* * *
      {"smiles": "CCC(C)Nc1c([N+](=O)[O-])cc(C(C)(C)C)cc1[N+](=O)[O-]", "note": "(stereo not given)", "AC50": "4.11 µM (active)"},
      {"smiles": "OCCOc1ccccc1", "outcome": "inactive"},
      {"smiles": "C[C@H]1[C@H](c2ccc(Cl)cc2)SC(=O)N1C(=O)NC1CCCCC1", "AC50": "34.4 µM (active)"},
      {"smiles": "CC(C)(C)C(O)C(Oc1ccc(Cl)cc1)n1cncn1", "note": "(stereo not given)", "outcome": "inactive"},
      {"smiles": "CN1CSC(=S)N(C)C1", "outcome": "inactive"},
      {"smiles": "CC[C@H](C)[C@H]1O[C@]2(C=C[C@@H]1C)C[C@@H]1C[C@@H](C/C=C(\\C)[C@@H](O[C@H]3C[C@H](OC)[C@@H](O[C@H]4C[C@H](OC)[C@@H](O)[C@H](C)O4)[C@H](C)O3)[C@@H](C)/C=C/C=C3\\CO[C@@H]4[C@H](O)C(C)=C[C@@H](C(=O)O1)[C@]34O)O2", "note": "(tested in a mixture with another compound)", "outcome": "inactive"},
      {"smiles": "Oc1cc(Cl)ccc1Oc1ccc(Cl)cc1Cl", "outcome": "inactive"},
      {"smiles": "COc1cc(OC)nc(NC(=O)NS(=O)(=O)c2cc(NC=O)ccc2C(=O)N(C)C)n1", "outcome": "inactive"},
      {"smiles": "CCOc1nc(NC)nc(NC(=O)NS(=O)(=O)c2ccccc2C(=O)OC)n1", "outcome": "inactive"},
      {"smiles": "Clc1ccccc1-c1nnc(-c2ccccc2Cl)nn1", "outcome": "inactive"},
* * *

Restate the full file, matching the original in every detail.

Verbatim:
      {"smiles": "CCC(C)Nc1c([N+](=O)[O-])cc(C(C)(C)C)cc1[N+](=O)[O-]", "note": "(stereo not given)", "AC50": "4.11 µM (active)"},
      {"smiles": "OCCOc1ccccc1", "outcome": "inactive"},
      {"smiles": "C[C@H]1[C@H](c2ccc(Cl)cc2)SC(=O)N1C(=O)NC1CCCCC1", "AC50": "34.4 µM (active)"},
      {"smiles": "CC(C)(C)C(O)C(Oc1ccc(Cl)cc1)n1cncn1", "note": "(stereo not given)", "outcome": "inactive"},
      {"smiles": "CN1CSC(=S)N(C)C1", "outcome": "inactive"},
      {"smiles": "CC[C@H](C)[C@H]1O[C@]2(C=C[C@@H]1C)C[C@@H]1C[C@@H](C/C=C(\\C)[C@@H](O[C@H]3C[C@H](OC)[C@@H](O[C@H]4C[C@H](OC)[C@@H](O)[C@H](C)O4)[C@H](C)O3)[C@@H](C)/C=C/C=C3\\CO[C@@H]4[C@H](O)C(C)=C[C@@H](C(=O)O1)[C@]34O)O2", "note": "(tested in a mixture with another compound)", "outcome": "inactive"},
      {"smiles": "Oc1cc(Cl)ccc1Oc1ccc(Cl)cc1Cl", "outcome": "inactive"},
      {"smiles": "COc1cc(OC)nc(NC(=O)NS(=O)(=O)c2cc(NC=O)ccc2C(=O)N(C)C)n1", "outcome": "inactive"},
      {"smiles": "CCOc1nc(NC)nc(NC(=O)NS(=O)(=O)c2ccccc2C(=O)OC)n1", "outcome": "inactive"},
      {"smiles": "Clc1ccccc1-c1nnc(-c2ccccc2Cl)nn1", "outcome": "inactive"},